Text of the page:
Clinical challenges within the aging hemophilia population

Barbara A Konkle
Thrombosis Research 2011, 127: S10-3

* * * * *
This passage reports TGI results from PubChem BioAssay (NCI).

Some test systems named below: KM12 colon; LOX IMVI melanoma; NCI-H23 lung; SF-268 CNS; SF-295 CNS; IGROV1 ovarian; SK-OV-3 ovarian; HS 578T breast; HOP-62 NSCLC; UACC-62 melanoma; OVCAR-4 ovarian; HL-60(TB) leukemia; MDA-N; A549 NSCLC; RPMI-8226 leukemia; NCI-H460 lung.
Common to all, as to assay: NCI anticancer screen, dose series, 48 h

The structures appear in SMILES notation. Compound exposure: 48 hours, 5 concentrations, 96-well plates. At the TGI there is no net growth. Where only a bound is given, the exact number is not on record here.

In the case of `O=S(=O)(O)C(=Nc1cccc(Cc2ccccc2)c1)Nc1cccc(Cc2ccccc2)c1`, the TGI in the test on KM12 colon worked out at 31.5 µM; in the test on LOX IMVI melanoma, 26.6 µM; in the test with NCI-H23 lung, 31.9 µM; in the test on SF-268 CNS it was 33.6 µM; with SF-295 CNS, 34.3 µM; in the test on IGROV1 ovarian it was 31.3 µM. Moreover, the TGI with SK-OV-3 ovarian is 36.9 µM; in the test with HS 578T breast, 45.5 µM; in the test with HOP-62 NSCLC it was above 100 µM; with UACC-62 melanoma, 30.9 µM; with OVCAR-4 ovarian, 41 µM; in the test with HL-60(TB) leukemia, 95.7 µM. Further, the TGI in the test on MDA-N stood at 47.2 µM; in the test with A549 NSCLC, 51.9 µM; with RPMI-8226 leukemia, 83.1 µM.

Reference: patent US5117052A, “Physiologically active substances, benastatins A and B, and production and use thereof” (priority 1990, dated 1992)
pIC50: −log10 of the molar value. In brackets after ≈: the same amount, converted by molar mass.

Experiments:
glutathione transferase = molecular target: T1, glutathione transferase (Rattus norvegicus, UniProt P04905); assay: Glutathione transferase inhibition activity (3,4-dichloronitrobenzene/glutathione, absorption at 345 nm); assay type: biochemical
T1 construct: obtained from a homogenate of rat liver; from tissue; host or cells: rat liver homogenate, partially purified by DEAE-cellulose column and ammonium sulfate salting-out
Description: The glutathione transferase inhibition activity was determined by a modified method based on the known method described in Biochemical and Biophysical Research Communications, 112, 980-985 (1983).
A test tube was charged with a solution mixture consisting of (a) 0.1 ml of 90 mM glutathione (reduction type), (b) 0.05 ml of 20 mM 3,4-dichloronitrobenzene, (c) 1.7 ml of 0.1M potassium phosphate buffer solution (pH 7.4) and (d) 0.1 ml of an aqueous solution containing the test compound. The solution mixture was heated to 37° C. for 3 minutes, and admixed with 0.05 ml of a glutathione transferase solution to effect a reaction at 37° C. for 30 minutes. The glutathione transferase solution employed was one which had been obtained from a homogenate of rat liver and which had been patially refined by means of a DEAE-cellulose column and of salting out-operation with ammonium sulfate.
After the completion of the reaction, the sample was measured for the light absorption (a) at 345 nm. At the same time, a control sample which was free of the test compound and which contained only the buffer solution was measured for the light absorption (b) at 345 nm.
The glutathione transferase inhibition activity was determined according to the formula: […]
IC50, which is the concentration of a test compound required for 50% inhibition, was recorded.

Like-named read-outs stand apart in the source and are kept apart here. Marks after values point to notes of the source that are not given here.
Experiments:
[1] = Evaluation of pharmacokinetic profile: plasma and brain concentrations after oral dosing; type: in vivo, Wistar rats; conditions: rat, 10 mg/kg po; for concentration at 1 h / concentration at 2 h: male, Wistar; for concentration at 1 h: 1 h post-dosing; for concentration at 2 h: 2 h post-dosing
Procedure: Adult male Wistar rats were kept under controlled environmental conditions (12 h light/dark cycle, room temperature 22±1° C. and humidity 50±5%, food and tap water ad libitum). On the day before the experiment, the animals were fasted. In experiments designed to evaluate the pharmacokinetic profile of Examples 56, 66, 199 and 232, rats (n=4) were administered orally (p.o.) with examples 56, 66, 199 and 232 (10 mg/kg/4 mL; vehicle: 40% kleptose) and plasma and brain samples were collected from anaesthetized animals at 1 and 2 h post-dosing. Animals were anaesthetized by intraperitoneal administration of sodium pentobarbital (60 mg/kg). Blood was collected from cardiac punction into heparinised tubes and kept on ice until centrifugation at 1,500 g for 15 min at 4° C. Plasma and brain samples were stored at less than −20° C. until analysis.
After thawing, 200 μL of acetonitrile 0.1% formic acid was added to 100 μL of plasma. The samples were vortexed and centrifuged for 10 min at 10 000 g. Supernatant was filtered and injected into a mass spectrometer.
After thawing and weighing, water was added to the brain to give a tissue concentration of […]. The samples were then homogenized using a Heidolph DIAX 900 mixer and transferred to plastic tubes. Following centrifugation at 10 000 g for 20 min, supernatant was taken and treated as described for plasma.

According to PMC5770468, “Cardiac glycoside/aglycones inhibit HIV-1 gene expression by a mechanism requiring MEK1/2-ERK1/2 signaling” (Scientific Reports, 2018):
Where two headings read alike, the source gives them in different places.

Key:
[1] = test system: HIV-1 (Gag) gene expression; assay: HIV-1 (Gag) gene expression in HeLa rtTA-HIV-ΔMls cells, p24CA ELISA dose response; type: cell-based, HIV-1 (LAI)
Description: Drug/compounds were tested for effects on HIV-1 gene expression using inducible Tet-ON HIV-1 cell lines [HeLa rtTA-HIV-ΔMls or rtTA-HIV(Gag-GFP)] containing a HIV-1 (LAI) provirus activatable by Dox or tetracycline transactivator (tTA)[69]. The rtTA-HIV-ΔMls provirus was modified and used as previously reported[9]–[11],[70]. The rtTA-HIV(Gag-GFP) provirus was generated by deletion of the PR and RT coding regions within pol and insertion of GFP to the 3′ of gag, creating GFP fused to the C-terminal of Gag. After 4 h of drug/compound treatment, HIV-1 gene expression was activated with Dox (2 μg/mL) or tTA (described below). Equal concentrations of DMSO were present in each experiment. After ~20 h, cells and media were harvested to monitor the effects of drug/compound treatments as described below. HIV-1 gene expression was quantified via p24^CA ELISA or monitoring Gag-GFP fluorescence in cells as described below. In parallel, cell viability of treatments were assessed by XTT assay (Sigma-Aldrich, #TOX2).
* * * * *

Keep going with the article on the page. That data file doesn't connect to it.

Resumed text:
Older patients with hemophilia face many challenges related not only to hemophilia but also to general comorbidity associated with aging. Patients with hemophilia often have known risk factors for cardiovascular disease, such as hypertension and hepatitis C virus (HCV) infection, which may counteract any protective effects bestowed by the hypocoagulable state. Arthritis and joint disease are common and contribute to disability and pain. The high prevalence of chronic HCV infection has led to an increased risk for liver failure and hepatocellular carcinoma. Renal function and urological disorders are a concern in these patients, and issues related to sexuality are an important but often-overlooked issue. The use of routine procedures for general health maintenance in the elderly (e.g. colonoscopy) can be more complex in patients with hemophilia due to the inherent risk of bleeding, and serious disorders such as malignancy can be overlooked if signs of abnormal bleeding are attributed to hemophilia, rather than to cancer. Prospective studies are needed to address these challenges so that evidence-based guidance can be given to clinicians who treat older patients with hemophilia.

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